The new October 2011 issue of CAR Magazine stars the new F10-era BMW M5 on the cover - and we gathered together the greatest M cars ever made to find out where the new 2011 M5 fits in the canon. Don't miss the 20-page M5 special. And read on for our first drive review of the turbocharged BMW M5.
We test the new BMW M5 Competition
Turbochargers? On a BMW M5? What next, an amphibious Ferrari that runs on hamster dung?
Well of course you might prefer to have no M5 at all. The fact is the old BMW M5's V10 was thirstier than Oliver Reed after a sauna and that’s just not compatible with current fuel prices, not to mention BMW’s increasingly ecologically minded philosophy. So the new F10-spec BMW M5 gets a turbocharged V8 that’s even more powerful than the old V10, but 30% more fuel efficient too.
Is this the same blown eight that’s fitted to the M-cars that dare not speak their name?
You mean the X5M and X6M? It’s based on the same V8, but modified with a compression boost from 9.3 to 10.0:1, a 0.3bar increase in boost pressure (now 1.5 bar) and BMW’s clever Valvetronic valvegear system that does away with a conventional throttle valve.
It’s also mounted to a seven-speed dual-clutch gearbox, rather than the six-speed auto in the SUVs. Power climbs fractionally, from 547bhp at 6000rpm in the X6 to 552bhp at the same revs in the saloon. And of course that means it makes 52bhp more than the old V10, plus a third as much torque again. The old M5 rustled up 384lb ft at 6100rpm but the new one churns out 500lb ft from just 1500rpm…
500lb ft of torque! Sounds more like a 550d than an M5. What’s this new engine like?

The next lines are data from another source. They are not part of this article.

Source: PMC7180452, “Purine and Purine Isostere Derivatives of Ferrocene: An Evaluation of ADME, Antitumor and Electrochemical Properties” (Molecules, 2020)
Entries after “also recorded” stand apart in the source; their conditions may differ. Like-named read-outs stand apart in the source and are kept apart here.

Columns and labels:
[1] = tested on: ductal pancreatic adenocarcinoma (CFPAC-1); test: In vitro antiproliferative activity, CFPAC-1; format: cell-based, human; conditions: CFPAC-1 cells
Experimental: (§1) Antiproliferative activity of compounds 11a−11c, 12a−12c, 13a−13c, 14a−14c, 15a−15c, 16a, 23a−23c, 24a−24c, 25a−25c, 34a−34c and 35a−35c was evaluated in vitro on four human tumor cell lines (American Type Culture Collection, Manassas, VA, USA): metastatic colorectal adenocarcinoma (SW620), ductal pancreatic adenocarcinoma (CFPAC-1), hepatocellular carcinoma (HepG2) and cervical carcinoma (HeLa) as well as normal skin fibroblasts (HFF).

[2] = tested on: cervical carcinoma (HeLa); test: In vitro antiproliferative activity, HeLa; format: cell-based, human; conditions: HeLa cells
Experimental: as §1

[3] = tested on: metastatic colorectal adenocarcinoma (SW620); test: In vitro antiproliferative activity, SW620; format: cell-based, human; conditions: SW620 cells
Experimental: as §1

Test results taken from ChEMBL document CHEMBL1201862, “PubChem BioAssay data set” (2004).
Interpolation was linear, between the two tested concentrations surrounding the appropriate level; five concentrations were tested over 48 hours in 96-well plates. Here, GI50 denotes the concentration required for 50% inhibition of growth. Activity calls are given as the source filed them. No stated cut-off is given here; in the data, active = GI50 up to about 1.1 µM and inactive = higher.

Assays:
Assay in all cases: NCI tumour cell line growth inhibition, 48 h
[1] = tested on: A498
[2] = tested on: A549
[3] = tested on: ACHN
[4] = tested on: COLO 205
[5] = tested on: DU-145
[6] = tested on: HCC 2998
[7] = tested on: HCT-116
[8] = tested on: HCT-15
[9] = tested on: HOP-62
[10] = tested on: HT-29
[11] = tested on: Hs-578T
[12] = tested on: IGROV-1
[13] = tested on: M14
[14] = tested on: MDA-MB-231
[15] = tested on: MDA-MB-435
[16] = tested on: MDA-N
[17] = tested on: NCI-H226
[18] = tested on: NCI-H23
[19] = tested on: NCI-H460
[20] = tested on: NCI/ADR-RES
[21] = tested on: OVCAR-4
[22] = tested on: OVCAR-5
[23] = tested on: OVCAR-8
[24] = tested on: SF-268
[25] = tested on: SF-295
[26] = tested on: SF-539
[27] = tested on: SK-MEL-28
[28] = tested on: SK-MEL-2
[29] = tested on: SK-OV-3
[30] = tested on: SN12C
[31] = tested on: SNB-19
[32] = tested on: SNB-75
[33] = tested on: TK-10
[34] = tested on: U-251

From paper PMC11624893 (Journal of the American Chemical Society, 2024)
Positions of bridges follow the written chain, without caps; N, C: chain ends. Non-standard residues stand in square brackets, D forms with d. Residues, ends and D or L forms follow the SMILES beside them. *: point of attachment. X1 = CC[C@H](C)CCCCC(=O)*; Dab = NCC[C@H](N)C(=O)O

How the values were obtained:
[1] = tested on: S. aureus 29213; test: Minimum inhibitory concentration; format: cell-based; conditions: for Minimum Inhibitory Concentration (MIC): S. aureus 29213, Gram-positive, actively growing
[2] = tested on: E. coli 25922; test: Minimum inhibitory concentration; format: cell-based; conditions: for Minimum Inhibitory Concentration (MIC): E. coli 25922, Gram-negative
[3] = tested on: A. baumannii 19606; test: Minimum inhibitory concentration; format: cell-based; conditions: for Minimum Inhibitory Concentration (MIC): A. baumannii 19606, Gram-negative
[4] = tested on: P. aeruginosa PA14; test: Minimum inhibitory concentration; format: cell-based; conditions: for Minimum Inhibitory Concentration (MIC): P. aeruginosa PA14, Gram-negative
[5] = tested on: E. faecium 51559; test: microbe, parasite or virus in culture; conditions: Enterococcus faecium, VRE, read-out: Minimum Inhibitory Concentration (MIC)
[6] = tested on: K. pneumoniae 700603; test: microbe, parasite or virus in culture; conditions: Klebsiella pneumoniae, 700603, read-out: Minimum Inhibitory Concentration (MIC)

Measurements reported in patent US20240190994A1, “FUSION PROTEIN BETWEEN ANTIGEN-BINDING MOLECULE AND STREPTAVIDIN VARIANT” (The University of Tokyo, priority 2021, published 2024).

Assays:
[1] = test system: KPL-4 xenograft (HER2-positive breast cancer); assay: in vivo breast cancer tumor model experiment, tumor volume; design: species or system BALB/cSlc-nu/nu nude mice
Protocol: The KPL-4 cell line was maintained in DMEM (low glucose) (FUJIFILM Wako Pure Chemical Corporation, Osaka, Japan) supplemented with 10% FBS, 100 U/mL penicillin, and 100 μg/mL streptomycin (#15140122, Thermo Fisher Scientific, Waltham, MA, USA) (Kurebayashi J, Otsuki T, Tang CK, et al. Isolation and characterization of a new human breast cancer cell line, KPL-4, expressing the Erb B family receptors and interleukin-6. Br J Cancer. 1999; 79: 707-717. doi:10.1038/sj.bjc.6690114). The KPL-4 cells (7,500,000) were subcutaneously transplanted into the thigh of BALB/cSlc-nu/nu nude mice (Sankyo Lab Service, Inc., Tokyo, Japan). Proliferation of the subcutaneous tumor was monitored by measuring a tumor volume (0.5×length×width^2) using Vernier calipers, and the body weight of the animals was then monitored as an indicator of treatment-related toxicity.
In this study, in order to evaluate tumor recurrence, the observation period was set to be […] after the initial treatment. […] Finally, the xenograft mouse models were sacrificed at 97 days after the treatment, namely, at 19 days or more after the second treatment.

Technically, you can’t fault it. Drive like a nun facing a totting-up ban and it’ll deliver near 30mpg economy, but summon the full 552bhp and it’ll hit 62mph in 4.4sec, down from the 4.7sec the V10 needed. With so much torque available, it’s now so much easier to go fast. There’s no need to go anywhere near the disappointingly low 7200rpm redline, yet an extra kick at 6000rpm means you’ll still want to, presuming you’ve got enough space.
On the downside it neither feels nor sounds anywhere near as special as the old V10. Think of the Bullit car chase, when the in-car action flicks from the gravelly roar of McQueen’s Mustang to the subdued rumble of Bill Hickman’s Charger. That’s what jumping from ’04 to ’11 M5s feels like.
But any disappointment is tempered by the vastly better gearbox. The DCT tranny is much quicker and infinitely smoother than the clunky old seven-speed single-clutch SMG transmission fitted to the V10 M5, which paused between changes like Ron Dennis being interviewed via satellite link-up. The old car’s ludicrous 11 gearshift modes have been trimmed too. This time there are just three manual and three auto modes, and a full-bore upchange in the quickest setting is no longer accompanied by a sound like the car has just eaten itself.
And what about the chassis? Is the new M5 a hooligan or a refined GT?